Detroit turns taps back on after outrage over private water control
Read this July 29 story from the Associated Press, via globalnews.ca, on the latest twist in the battle ove water in Detroit.
DETROIT – Control of Detroit’s massive municipal water department, which has been widely criticized by the United Nations and others for widespread service shutoffs to thousands of customers, has been returned to the mayor’s office.
The move comes a week after the department said it would temporarily suspend shutoffs for customers who were 60 days or more behind on bills for 15 days, and a few months ahead of the expected handoff of financial control of the bankrupt city from a state-appointed manager back to Detroit’s elected leaders.
Detroit’s water system serves about 700,000 city residents and 4 million people in southeastern Michigan, but the city-owned water system has about $6 billion in debt that’s covered by bill payments. As of July 1, more than $89 million was owed on nearly 92,000 past-due residential and commercial accounts.
Water officials began an aggressive shut off campaign in March, disconnecting 500 customers that month. More than 3,000 lost service in April and about 4,500 in May.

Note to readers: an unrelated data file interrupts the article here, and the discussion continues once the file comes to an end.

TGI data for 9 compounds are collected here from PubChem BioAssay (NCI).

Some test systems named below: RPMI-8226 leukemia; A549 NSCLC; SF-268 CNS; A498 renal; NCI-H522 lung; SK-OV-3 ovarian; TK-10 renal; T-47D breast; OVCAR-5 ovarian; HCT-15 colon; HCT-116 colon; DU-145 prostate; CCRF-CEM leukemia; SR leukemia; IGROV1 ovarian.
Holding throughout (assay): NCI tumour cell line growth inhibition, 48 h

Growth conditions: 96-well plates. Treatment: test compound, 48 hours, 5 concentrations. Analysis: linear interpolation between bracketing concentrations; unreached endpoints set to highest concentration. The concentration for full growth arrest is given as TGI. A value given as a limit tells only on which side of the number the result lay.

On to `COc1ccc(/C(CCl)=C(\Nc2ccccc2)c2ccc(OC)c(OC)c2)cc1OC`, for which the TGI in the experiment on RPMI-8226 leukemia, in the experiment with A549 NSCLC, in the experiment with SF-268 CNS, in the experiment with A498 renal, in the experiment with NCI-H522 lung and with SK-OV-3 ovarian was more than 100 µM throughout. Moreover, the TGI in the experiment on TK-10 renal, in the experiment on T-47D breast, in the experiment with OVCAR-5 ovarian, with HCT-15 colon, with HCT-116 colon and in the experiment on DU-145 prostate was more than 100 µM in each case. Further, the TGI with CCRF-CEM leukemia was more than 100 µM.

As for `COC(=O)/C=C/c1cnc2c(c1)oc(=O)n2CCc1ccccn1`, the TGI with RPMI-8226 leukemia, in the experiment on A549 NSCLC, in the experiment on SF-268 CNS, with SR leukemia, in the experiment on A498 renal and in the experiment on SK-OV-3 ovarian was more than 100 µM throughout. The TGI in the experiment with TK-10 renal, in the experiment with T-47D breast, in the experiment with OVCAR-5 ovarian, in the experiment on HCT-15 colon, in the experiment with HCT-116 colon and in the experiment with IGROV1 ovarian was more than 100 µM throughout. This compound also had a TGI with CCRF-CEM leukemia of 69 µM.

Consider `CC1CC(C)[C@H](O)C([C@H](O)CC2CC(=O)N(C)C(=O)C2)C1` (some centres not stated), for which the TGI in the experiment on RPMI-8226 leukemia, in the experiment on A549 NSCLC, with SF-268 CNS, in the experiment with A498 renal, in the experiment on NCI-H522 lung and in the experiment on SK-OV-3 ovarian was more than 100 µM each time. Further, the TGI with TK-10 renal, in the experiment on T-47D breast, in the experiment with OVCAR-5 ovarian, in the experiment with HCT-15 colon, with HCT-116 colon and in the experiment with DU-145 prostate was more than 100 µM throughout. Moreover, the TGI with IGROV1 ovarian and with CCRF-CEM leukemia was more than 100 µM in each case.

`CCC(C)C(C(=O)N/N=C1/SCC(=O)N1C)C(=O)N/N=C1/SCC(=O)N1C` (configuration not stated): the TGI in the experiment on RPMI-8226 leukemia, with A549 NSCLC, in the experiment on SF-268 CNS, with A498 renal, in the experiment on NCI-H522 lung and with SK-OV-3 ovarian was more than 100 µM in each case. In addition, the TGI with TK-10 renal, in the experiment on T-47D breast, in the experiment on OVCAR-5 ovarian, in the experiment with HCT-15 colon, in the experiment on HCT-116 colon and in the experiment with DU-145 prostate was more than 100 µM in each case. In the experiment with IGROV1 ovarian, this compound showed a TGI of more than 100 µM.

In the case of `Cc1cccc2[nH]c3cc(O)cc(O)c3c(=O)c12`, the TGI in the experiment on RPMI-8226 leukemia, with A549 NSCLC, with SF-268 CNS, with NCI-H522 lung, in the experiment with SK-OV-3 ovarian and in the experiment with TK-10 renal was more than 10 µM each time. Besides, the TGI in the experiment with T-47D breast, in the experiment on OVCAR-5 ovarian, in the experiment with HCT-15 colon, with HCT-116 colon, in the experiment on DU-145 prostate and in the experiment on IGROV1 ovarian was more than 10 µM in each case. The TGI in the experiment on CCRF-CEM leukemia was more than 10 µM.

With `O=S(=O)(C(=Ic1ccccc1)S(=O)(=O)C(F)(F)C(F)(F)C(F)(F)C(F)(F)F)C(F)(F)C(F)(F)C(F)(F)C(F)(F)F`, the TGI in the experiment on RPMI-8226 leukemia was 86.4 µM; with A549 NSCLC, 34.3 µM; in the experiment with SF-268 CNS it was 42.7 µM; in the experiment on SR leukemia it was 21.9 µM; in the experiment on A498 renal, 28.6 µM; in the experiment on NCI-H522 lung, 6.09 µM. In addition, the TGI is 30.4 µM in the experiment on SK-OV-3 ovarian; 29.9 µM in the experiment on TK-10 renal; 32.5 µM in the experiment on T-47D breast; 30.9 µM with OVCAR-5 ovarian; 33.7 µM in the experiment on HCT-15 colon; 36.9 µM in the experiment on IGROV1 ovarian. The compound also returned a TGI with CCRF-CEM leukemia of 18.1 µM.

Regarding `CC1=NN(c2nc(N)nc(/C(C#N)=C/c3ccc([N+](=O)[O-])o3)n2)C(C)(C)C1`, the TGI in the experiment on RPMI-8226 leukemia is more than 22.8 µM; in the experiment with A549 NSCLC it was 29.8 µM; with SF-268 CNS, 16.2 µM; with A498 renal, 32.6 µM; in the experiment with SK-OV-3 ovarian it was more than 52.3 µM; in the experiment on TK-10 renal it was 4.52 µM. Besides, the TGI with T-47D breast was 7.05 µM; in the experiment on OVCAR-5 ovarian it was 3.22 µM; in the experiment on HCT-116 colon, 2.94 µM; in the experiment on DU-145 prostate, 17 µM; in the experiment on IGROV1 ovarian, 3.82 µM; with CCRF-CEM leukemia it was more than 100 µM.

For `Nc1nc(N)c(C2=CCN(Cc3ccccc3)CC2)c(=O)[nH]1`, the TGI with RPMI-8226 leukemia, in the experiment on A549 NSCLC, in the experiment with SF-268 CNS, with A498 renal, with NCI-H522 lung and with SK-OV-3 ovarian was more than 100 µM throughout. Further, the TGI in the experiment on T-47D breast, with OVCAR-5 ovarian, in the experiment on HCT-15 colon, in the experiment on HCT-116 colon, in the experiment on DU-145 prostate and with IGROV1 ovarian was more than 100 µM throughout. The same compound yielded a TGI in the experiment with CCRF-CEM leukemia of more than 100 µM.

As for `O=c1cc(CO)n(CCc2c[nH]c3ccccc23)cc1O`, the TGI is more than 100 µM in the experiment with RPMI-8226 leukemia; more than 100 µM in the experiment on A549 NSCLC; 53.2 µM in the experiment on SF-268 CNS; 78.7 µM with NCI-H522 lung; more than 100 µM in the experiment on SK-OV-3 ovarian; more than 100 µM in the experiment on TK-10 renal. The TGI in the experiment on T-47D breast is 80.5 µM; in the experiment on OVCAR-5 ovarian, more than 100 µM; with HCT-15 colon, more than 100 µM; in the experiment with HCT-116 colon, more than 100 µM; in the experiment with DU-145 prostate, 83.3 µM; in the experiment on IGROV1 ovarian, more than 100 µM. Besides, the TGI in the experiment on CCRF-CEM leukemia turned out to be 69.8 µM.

The shutoffs topped 7,200 in June and collected $800,000 last month compared to about $150,000 in June 2013. But several groups appealed to the UN for support, and three UN experts responded the shutoffs could constitute a violation of the human right to water. A march and other protests also were held in Detroit.
The Detroit Water and Sewerage Department is currently run by a board of commissioners, but the entity reported to previous mayors before the city’s emergency manager Kevyn Orr was appointed as emergency manager in August 2013, a job that tasked him with overseeing the city’s finances and most operations.
The city’s bankruptcy trial is slated to start in mid-August, and Orr’s 18-month term is up in September.
His order, announced Tuesday, July 29, 2014, restores control of the water system to the mayor’s office.
Earlier this month, the federal judge overseeing Detroit’s bankruptcy said the shutoffs were bringing bad publicity, and water officials later disclosed they were suspending the shutoffs to educate customers on payment plans. That grace period is set to end Aug. 6.
Mayor Mike Duggan has said water department officials could have been more sensitive in how they handled delinquent bills and the increased shutoffs. He promised Tuesday to have a “new plan shortly” on how to deal with the issue.